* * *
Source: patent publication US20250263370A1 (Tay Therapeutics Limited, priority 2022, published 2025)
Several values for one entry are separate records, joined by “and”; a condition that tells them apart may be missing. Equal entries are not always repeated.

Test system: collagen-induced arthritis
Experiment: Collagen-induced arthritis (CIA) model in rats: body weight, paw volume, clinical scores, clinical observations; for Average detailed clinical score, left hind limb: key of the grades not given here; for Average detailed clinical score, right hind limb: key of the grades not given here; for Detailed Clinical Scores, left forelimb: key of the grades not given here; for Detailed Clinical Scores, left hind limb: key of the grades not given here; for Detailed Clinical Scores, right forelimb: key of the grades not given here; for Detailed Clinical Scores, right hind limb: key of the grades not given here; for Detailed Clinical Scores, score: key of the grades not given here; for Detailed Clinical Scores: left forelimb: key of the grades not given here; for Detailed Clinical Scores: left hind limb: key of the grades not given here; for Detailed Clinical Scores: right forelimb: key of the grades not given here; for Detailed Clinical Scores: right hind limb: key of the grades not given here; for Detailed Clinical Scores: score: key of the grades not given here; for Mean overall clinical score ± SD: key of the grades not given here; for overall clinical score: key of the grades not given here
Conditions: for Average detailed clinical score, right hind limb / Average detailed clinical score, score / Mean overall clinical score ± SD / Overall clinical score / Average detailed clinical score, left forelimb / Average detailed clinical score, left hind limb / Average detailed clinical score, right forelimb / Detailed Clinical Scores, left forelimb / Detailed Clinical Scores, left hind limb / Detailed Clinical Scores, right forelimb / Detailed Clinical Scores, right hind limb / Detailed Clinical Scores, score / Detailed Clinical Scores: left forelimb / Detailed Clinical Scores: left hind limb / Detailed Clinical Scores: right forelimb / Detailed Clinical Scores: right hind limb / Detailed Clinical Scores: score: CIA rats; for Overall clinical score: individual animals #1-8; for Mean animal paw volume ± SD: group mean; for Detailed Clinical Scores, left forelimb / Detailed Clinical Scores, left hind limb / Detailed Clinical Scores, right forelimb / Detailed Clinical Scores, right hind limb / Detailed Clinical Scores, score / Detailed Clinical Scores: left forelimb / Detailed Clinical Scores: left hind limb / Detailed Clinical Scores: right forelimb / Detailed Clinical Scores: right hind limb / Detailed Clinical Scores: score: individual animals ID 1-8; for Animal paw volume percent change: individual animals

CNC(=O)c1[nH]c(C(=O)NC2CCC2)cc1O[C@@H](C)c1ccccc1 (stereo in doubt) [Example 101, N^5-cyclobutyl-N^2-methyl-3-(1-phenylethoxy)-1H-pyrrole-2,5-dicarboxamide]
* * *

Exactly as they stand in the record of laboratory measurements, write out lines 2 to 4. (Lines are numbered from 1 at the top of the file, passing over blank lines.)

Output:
Several values for one entry are separate records, joined by “and”; a condition that tells them apart may be missing. Equal entries are not always repeated.

Test system: collagen-induced arthritis
Experiment: Collagen-induced arthritis (CIA) model in rats: body weight, paw volume, clinical scores, clinical observations; for Average detailed clinical score, left hind limb: key of the grades not given here; for Average detailed clinical score, right hind limb: key of the grades not given here; for Detailed Clinical Scores, left forelimb: key of the grades not given here; for Detailed Clinical Scores, left hind limb: key of the grades not given here; for Detailed Clinical Scores, right forelimb: key of the grades not given here; for Detailed Clinical Scores, right hind limb: key of the grades not given here; for Detailed Clinical Scores, score: key of the grades not given here; for Detailed Clinical Scores: left forelimb: key of the grades not given here; for Detailed Clinical Scores: left hind limb: key of the grades not given here; for Detailed Clinical Scores: right forelimb: key of the grades not given here; for Detailed Clinical Scores: right hind limb: key of the grades not given here; for Detailed Clinical Scores: score: key of the grades not given here; for Mean overall clinical score ± SD: key of the grades not given here; for overall clinical score: key of the grades not given here